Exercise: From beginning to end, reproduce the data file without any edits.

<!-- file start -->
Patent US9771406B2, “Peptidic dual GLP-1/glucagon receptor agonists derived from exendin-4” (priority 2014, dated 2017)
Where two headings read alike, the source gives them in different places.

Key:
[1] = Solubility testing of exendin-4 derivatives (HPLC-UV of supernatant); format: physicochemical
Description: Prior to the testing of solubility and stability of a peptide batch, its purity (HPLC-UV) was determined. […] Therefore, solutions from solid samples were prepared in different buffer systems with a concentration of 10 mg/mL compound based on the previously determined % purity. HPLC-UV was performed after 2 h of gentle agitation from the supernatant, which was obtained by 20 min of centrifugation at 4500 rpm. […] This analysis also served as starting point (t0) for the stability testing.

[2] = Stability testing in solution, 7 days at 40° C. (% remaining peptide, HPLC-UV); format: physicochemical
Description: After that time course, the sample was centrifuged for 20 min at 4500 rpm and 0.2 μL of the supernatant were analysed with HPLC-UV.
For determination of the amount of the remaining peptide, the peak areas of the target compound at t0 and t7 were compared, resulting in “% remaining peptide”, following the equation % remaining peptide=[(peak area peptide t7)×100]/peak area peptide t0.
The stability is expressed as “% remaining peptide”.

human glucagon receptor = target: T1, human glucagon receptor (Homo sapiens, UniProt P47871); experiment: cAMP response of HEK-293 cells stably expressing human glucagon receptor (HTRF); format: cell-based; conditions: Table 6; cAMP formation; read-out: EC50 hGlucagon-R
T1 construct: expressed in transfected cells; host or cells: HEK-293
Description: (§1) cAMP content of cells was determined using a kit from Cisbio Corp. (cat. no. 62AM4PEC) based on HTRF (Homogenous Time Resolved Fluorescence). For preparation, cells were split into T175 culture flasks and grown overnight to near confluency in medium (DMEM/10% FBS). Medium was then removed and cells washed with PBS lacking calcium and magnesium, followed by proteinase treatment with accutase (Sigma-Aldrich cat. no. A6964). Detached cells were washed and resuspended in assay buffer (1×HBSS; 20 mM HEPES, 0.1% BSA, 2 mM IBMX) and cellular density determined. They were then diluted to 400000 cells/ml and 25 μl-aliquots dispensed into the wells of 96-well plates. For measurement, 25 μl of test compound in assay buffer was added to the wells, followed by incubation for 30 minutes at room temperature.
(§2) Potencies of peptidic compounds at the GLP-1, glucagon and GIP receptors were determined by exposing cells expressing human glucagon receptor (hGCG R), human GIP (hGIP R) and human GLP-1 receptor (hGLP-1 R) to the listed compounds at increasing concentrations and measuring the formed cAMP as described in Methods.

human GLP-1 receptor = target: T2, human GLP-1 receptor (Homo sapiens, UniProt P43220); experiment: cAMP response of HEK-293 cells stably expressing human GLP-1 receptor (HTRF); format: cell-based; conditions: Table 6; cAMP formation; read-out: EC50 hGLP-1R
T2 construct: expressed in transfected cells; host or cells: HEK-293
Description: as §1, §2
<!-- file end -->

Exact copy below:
Patent US9771406B2, “Peptidic dual GLP-1/glucagon receptor agonists derived from exendin-4” (priority 2014, dated 2017)
Where two headings read alike, the source gives them in different places.

Key:
[1] = Solubility testing of exendin-4 derivatives (HPLC-UV of supernatant); format: physicochemical
Description: Prior to the testing of solubility and stability of a peptide batch, its purity (HPLC-UV) was determined. […] Therefore, solutions from solid samples were prepared in different buffer systems with a concentration of 10 mg/mL compound based on the previously determined % purity. HPLC-UV was performed after 2 h of gentle agitation from the supernatant, which was obtained by 20 min of centrifugation at 4500 rpm. […] This analysis also served as starting point (t0) for the stability testing.

[2] = Stability testing in solution, 7 days at 40° C. (% remaining peptide, HPLC-UV); format: physicochemical
Description: After that time course, the sample was centrifuged for 20 min at 4500 rpm and 0.2 μL of the supernatant were analysed with HPLC-UV.
For determination of the amount of the remaining peptide, the peak areas of the target compound at t0 and t7 were compared, resulting in “% remaining peptide”, following the equation % remaining peptide=[(peak area peptide t7)×100]/peak area peptide t0.
The stability is expressed as “% remaining peptide”.

human glucagon receptor = target: T1, human glucagon receptor (Homo sapiens, UniProt P47871); experiment: cAMP response of HEK-293 cells stably expressing human glucagon receptor (HTRF); format: cell-based; conditions: Table 6; cAMP formation; read-out: EC50 hGlucagon-R
T1 construct: expressed in transfected cells; host or cells: HEK-293
Description: (§1) cAMP content of cells was determined using a kit from Cisbio Corp. (cat. no. 62AM4PEC) based on HTRF (Homogenous Time Resolved Fluorescence). For preparation, cells were split into T175 culture flasks and grown overnight to near confluency in medium (DMEM/10% FBS). Medium was then removed and cells washed with PBS lacking calcium and magnesium, followed by proteinase treatment with accutase (Sigma-Aldrich cat. no. A6964). Detached cells were washed and resuspended in assay buffer (1×HBSS; 20 mM HEPES, 0.1% BSA, 2 mM IBMX) and cellular density determined. They were then diluted to 400000 cells/ml and 25 μl-aliquots dispensed into the wells of 96-well plates. For measurement, 25 μl of test compound in assay buffer was added to the wells, followed by incubation for 30 minutes at room temperature.
(§2) Potencies of peptidic compounds at the GLP-1, glucagon and GIP receptors were determined by exposing cells expressing human glucagon receptor (hGCG R), human GIP (hGIP R) and human GLP-1 receptor (hGLP-1 R) to the listed compounds at increasing concentrations and measuring the formed cAMP as described in Methods.

human GLP-1 receptor = target: T2, human GLP-1 receptor (Homo sapiens, UniProt P43220); experiment: cAMP response of HEK-293 cells stably expressing human GLP-1 receptor (HTRF); format: cell-based; conditions: Table 6; cAMP formation; read-out: EC50 hGLP-1R
T2 construct: expressed in transfected cells; host or cells: HEK-293
Description: as §1, §2